Background: The processing of surgical instruments and environmental surface cleaning/disinfection are crucial measures for preventing healthcare associated infection and maintaining patient safety. However, both practices involve complex interdependent step-by-step processes that, if not properly performed, may result in devices/surfaces remaining contaminated, which promotes biofilm formation, and threatens patient safety. Conclusion: Successful processing is multifactorial depending on infrastructure and work processes, and requires knowledge and training. We have shown how the various components of processing impact the safe supply of RSI. With technological advances, RSI management and processing must improve, otherwise, advanced non-cleanable technology becomes a risk to patients. Similarly, cleaning and disinfection of environmental surfaces and medical devices must evolve to prevent and/or remove pathogens from patient areas.
Table of ContentsChapter 1. Literature review -- Chapter 2. Materials and methods -- Chapter 3. Survey on management and processing of loaner surgical instruments at hospitals -- Chapter 4. Survey on management and processing of loaner surgical instruments by companies -- Chapter 5. Use of alcohol as a point-of-use pre-cleaning -- Chapter 6. Multiple used/processed stainless steel surgical instruments -- Chapter 7. Multiple used/processed stainless steel loaned surgical instruments -- Chapter 8. Multiple contamination/processing of stainless steel complex design surgical instruments - in vitro model -- Chapter 9. Automatic versus manual cleaning -- Chapter 10. Cleaning monitoring on hinged/serrated instrument -- Chapter 11. Cleaning monitoring on high complex design instrument -- Chapter 12. Ungloved/gloved hands in the packing area -- Chapter 13. Intensive care units environmental surfaces in Brazil -- Chapter 14. Intensive care unit environmental surface in Saudi Arabia -- Chapter 15. Contamination profile of intensive care units manual resuscitator -- Chapter 16. Contamination of surgical bedsheet by shoe covers -- Chapter 17. General duscussion and conclusion.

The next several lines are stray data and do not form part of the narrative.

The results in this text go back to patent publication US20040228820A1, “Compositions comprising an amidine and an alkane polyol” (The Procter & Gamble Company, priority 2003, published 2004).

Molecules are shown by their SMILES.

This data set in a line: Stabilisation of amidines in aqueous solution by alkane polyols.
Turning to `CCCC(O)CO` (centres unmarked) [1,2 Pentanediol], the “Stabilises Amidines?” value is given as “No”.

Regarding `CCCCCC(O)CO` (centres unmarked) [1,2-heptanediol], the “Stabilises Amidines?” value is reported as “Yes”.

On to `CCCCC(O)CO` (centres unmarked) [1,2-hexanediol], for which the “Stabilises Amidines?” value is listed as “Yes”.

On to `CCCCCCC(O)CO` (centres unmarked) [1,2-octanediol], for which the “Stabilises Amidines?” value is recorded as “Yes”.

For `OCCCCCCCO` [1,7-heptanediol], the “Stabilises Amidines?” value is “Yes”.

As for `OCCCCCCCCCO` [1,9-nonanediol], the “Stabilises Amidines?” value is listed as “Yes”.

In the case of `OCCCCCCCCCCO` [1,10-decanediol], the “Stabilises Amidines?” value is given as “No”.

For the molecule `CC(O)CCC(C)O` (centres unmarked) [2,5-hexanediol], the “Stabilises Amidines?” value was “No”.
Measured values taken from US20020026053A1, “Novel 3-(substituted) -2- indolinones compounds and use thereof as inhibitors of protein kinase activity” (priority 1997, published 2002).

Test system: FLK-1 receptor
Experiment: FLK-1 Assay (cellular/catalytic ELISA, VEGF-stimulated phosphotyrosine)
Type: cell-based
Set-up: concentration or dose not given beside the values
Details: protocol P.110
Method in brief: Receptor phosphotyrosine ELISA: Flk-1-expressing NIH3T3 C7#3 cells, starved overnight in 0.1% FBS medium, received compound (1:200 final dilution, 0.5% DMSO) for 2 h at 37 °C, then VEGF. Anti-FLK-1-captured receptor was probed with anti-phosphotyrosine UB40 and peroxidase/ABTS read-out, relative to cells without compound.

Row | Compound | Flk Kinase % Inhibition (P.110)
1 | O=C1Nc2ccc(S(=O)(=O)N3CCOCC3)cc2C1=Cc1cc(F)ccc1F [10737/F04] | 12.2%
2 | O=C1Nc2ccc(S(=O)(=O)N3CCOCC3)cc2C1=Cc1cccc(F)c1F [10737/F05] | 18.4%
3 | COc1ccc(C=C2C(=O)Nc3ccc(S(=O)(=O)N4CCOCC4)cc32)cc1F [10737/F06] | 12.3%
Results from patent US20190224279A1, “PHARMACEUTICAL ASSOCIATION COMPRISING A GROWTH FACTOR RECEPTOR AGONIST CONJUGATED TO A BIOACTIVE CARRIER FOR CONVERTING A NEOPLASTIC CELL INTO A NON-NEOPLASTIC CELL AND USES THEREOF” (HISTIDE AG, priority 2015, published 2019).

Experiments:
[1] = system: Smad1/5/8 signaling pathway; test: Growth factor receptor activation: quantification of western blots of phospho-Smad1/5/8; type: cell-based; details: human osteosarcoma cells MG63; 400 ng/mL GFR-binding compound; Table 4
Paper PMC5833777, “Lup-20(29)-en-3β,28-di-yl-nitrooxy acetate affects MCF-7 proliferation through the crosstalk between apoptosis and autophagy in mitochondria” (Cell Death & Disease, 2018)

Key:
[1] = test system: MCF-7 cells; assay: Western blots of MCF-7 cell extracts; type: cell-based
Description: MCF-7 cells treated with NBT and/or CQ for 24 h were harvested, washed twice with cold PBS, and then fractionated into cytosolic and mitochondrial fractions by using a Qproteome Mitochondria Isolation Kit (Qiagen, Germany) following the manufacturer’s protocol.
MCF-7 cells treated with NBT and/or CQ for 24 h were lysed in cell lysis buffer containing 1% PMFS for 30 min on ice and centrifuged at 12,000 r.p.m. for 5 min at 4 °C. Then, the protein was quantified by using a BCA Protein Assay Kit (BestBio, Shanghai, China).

Bibliography: pages 246-270
Awarding InstitutionMacquarie University
Degree TypeThesis PhD
DegreePhD, Macquarie University, Faculty of Medicine and Health Sciences, Department of Biomedical Sciences
Department, Centre or SchoolDepartment of Biomedical Science
Year of Award2017
Principal SupervisorKaren Vickery
Additional Supervisor 1Honghua Hu
RightsCopyright Dayane de Melo Costa 2017.
Copyright disclaimer: http://mq.edu.au/library/copyright
Extent1 online resource (xv, 348 pages) illustrations